Timing belt failure is the usual cause of major engine failure. There is a lot of confusion over when it needs changing. When I enquired at the Ford garage they said every 70,000 miles. Most people, including many magazines, believe it should be done more regularly than that. Some say as often as 36,000 miles but I would suggest that as a good compromise you change it every 50,000 miles.
The belt itself is very cheap. I recommend you buy the proper one from Ford to be on the safe side. Last time I paid £8.50. The Haynes manual tells you to drain the cooling system but I have found that this step is unnecessary. First job is to remove the fan belt by loosening off the three retaining bolts on the alternator and pushing it inwards to allow the belt to come off the alternator pulley. Now remove the cam belt cover which is held in place by several 10mm bolts. With a bit of jiggling, it should lift out of the engine quite easily. You will now be able to see the old cam belt which twist and turns its way down from the overhead cam, connecting with the toothed distributor cog and lower crankcase pulley shaft.
Before we go any further, it is important to stress that the belt connects each pulley in a precise way and the new one should be fitted without 'jumping teeth'. To help you I suggest you remove the distributor cap and then rotate the engine by hand until the rotor arm points to where no. 1 spark plug lead fits. At the same time, note that the pulley on the camshaft has a pointer and a 'dot' that should be aligned. Also note that the crankcase pulley (at the bottom of the engine) will have the ignition timing marks aligned.
You will notice that it is impossible to remove the belt without first removing the lower crankcase pulley. This can be very difficult to get off; some people even resort to using a 'puller' tool, but I have never had any major problems until the most recent time when I did have to use a small puller. Once you have purchase done it is easy enough to work out how it goes on the pulley and how to use it. Loosen off and remove the large pulley bolt. It is torqued to 40 pounds foot so it will need some effort (or some leverage!). If you are lucky, the pulley will pull off in your hands. What is more likely is that you will have to work it off slowly using two long screwdrivers. You will see that the pulley shaft is 'notched' so that it is impossible to put it back on the wrong way.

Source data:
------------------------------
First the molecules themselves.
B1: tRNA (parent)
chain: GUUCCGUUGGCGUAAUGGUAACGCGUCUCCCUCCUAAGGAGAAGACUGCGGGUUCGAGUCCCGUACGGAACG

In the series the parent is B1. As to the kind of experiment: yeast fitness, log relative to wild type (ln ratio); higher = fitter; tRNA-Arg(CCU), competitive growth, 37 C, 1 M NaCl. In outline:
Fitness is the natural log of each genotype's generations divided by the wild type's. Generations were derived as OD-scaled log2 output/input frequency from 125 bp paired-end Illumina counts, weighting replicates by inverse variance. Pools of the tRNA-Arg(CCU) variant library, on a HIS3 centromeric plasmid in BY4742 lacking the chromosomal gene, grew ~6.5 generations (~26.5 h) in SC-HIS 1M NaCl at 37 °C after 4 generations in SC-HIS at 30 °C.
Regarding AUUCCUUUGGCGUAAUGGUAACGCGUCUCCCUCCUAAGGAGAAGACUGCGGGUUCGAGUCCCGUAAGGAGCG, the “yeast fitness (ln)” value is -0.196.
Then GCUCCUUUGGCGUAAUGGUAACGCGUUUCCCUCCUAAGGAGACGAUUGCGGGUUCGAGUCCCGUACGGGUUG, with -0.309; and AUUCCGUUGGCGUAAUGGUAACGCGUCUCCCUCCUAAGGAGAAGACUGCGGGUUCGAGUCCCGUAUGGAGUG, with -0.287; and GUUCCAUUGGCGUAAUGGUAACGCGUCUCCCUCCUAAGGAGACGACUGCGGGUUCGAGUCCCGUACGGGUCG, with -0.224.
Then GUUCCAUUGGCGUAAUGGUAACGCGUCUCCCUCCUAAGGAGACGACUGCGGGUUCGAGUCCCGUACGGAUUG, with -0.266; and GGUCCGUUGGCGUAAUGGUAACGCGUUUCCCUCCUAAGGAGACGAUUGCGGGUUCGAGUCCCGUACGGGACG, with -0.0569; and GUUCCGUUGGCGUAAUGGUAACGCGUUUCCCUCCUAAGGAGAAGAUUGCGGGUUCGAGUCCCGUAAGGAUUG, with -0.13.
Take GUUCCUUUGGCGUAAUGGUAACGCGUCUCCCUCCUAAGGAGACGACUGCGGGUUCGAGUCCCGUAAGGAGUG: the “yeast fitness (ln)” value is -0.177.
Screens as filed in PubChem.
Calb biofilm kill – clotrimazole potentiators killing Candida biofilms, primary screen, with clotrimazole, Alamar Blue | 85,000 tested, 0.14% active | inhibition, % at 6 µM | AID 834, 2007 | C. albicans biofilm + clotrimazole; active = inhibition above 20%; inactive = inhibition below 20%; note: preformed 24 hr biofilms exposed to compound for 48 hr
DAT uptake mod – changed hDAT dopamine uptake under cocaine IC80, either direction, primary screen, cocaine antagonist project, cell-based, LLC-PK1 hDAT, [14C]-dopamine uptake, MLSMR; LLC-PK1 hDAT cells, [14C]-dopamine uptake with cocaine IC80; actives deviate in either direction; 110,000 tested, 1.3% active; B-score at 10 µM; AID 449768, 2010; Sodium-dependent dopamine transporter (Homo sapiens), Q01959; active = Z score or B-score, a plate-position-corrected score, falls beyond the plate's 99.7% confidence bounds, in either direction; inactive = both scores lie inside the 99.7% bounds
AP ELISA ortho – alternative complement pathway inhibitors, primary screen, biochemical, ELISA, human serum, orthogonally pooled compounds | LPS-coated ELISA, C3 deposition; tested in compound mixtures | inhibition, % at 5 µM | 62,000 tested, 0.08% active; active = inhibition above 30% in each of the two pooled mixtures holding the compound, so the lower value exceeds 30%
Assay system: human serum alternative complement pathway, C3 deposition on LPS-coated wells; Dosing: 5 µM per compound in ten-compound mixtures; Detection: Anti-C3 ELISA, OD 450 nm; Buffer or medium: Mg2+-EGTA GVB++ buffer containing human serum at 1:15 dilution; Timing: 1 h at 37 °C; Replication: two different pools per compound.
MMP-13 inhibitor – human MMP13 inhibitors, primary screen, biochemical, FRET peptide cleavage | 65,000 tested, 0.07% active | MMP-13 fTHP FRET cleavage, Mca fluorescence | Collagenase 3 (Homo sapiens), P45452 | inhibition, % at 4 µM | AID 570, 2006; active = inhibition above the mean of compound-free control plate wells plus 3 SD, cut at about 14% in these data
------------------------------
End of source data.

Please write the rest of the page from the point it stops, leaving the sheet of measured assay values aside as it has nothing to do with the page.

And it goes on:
The cam belt is now fully exposed. To remove it, simply undo the tension pulley on the left hand side. As soon as you do, the belt will become very slack and you can carefully remove it off the other pulleys.
Inspect the belt for signs of damage by bending it back; you will probably see cracks and frays. I would be especially concerned if the belt is very oily as the rubber degrades in the presence of engine oil.
If the replacement belt has writing on it, it should go into the car so that the writing is the right way round as you look under the bonnet. Before you fit the belt consider this: the belt is driven by the lower cog only and this pulls the belt clockwise onto the distributor and cam shaft pulleys. In other words, the right hand side of the belt is under tension and the left hand side (where the tension pulley is) is 'slack'. With this concept in mind fit the belt at the bottom first. Stretch it back to the distributor shaft where the teeth should match, and then up to the cam shaft pulley, again keeping the belt taught at all times. You can then wrap the rest of the belt around the tension pulley. If it is looking good, then tension the belt by pushing hard on the tension pulley whilst clamping it tight.
Now before we go any further, try rotating the engine a few times and watch all the components. Do all the timing markers still match up ? We can adjust the distributor later to get it spot on so don't worry about minor variations. It is surprisingly easy to align the engine 180 degrees out which would produce some disastrous results. If you are still worried, then remove the no.1 spark plug and watch the valves through the hole. They will be both closed and the piston visible when the cylinder is on its compression stroke. This should coincide with the distributor rotor arm pointing to where no. 1 spark plug lead fits. Remember that the crankcase pulley spins twice for every time no. 1 piston is fired. If everything is still OK, make sure the belt adjuster is as tight as you can get it and then re-fit the lower crankcase pulley, torqueing the bolt to 40 pounds foot. The fan belt should be re-fitted at this point.
For peace of mind, you may want to check the engine running before putting the cam cover back on, but be very careful as this is potentially lethal (especially if you have long hair!). With the engine running it is easy to see why these belts wear out when you consider the belt forces the cam shaft to rotate against all those valve springs.
You must re-time the ignition after replacing the cam belt. For this you will need a xenon strobe. The procedure is listed in my service guide page. Good Luck !